No debt ceiling for the Federal Reserve and too big to fail banks – The double standard of American banking and opaque Federal Reserve policy.
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While the American public is staring at a government that is more like an improv act in Chicago, the banking system continues to hide toxic assets from the view of the public. An odd economic dance is taking place. While the public is being beaten over the head about spending within its limits we have a shadow banking system that seems to have no debt limits at all. While many Americans are losing their homes to foreclosure, are filing bankruptcy because of credit card debt, or face having to deal with massive amounts of student loans you have the Federal Reserve expanding its balance sheet all with complete media silence. Why is there no spectacle here? Where is the scrutiny for the banks? The problem of course is that the Fed is mainly concerned with protecting the wealth of the small financial elites. After all, we have the grand J.P. Morgan as one of the masterminds behind this hub of banking power. As we continue down this circus, the even bigger absurdity of the Federal Reserve practices continues unquestioned in popular media.
Growing those excess reserves
While we continue to hear about how we are running out of money, it would appear that banks in the United States are flush with funds. These excess reserves are ready for lending to the American public and can go into small businesses to revive the economy. The issue of course is that banks understand how toxic their balance sheets have become and they would rather keep this money under lock and key. Plus, these banks earn interest at the Federal Reserve for an absolute risk free bet. Did we also mention this only occurred because of the bailouts that were funded by taxpayers? So you see, taxpayers are essentially allowing the too big to fail to have absolutely no debt ceiling yet somehow our politicians are trying to convince the public that they now need to tighten their belts. This is the twisted world we now live in.
Aside from this, we already know that many working and middle class Americans have smaller household incomes. Now that banks are using some due diligence they realize that they are unable to make too many loans without risking future damage yet again. What I would argue is that banks knew this all along but the trillion dollar bailouts were predicated on the assumption that credit would dry up and banks needed this money to continue making loans. The opposite occurred. Banks are hoarding the money, taking on a taxpayer risk free bet, and are now lambasting the public for not being fiscally responsible. There is no bigger double standard than the current American banking system.
The Federal Reserve has no debt ceiling
While you were sleeping the Federal Reserve has grown its balance sheet to well over $2.84 trillion. No public scrutiny, no media investigations, no deeper analysis, yet this has all occurred in the matter of a few years. Keep in mind the Fed has taken on mortgage backed securities, luxury hotel loans, strip mall loans, and other dubious debt that is hidden from public analysis. So while you and I need to operate within the fiscal laws of reality and not spend more than we earn, the Fed in conjunction with the U.S. Treasury can digitally print up as much money as is needed to protect the too big to fail banks. Where does the average American have the option to dump onerous student loans or insane credit card debt? There is no mechanism for this outside of bankruptcy (and student loans are still with you even after that). Many of the too big to fail banks have simply shifted toxic assets to the Federal Reserve. And then people wonder why the U.S. dollar is plunging.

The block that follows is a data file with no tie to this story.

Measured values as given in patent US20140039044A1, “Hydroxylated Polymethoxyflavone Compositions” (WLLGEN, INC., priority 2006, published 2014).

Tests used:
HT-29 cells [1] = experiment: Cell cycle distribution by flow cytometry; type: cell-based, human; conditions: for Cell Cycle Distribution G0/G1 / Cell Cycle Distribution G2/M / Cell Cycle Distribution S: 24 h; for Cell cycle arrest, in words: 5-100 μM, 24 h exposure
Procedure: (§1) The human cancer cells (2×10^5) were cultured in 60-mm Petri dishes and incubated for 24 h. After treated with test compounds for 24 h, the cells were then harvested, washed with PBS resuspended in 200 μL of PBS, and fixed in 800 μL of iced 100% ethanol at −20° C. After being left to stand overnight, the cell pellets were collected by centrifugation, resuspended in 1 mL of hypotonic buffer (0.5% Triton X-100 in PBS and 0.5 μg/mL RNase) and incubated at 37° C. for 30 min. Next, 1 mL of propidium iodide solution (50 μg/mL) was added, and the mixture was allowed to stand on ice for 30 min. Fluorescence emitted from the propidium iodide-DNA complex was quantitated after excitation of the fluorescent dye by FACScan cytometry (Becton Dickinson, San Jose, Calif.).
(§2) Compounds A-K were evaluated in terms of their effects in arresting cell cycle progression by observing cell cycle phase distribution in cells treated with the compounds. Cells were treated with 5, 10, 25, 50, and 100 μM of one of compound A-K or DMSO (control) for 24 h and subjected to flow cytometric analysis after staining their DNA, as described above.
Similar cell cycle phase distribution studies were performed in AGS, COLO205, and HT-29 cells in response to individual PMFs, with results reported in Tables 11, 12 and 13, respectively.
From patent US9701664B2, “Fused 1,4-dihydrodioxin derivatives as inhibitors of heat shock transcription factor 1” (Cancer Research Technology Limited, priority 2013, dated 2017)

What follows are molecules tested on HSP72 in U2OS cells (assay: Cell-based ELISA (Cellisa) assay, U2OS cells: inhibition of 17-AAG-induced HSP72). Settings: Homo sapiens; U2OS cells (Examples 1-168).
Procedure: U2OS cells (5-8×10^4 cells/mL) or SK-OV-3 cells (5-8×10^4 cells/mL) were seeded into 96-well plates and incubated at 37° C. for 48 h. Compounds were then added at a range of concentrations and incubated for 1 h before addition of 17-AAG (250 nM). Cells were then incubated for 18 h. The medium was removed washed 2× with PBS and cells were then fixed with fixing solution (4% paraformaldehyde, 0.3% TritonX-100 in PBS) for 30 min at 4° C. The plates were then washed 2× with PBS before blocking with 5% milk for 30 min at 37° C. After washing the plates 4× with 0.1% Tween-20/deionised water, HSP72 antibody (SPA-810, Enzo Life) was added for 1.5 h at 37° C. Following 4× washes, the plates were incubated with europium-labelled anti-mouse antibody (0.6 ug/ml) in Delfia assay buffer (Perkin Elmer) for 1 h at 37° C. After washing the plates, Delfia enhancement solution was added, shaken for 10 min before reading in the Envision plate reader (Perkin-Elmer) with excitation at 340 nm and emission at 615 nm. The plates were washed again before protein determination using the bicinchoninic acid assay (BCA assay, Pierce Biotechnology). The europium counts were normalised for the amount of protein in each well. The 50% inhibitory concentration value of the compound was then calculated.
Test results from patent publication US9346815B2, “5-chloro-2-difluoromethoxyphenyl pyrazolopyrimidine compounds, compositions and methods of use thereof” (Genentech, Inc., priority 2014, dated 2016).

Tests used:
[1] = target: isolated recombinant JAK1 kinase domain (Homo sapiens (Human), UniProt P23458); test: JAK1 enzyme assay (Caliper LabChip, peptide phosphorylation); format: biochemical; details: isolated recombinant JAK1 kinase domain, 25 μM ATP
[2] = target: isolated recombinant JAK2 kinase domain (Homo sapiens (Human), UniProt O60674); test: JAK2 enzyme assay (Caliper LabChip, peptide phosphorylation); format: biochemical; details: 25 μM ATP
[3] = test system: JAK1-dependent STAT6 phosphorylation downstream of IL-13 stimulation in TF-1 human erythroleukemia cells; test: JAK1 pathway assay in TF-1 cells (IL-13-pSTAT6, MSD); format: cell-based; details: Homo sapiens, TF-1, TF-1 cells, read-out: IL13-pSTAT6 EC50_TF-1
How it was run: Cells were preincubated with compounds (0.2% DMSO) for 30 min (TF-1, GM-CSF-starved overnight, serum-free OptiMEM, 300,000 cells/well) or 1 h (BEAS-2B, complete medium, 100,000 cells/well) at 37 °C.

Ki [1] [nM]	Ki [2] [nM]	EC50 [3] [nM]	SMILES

The credit card is a fascinating device. People are able to spend today with the promise of paying tomorrow. This peaked in 2007 where we were quickly approaching $1 trillion in revolving debt in the American public. As the chart shows, since 1965 credit card debt has only grown. Through every recession and dip this movement never changed. That is until this crisis hit. Credit card debt has now fallen into the $700 billion range and has been surpassed by student loan debt that is quickly approaching $1 trillion itself.
It is clear that the American public does have a debt ceiling. We have reached it for credit card debt, mortgage debt, and other forms of loans. Ultimately incomes need to service this debt and with the economy losing steam this is harder to sustain. The Federal government finds itself in a similar situation and needs to cut back as well. Yet it is amazing that the first things on the table are programs that directly hit the working and middle class.
“Why not have the Fed charge banks for keeping funds in excess reserves so more money is used to start businesses even if they are small and local? Why don’t we actually audit the Fed and see what is really going on? Why not have hedge fund managers pay taxes just like every other middle class American? Instead of these measures we get fear and mind games trying to stiff an old retiree with a $1,000 a month Social Security check. The politicians want to game the CPI system to chop down COLAs and other forms of keeping up. People need to wake up before the middle class is completely gone.”
There is no debt ceiling with the Fed or the too big to fail banks yet the public is being blamed for all of this. Why not use those trillions of dollars to actually pay down our debt? How about banks face the music and realize many of their hyper-inflated loans are actually worth less? Of course that would be problematic for the financial banking elite so you will rarely hear about that in the press. Remember this, debt ceiling for you, yes, debt ceiling for too big to fail banks, no.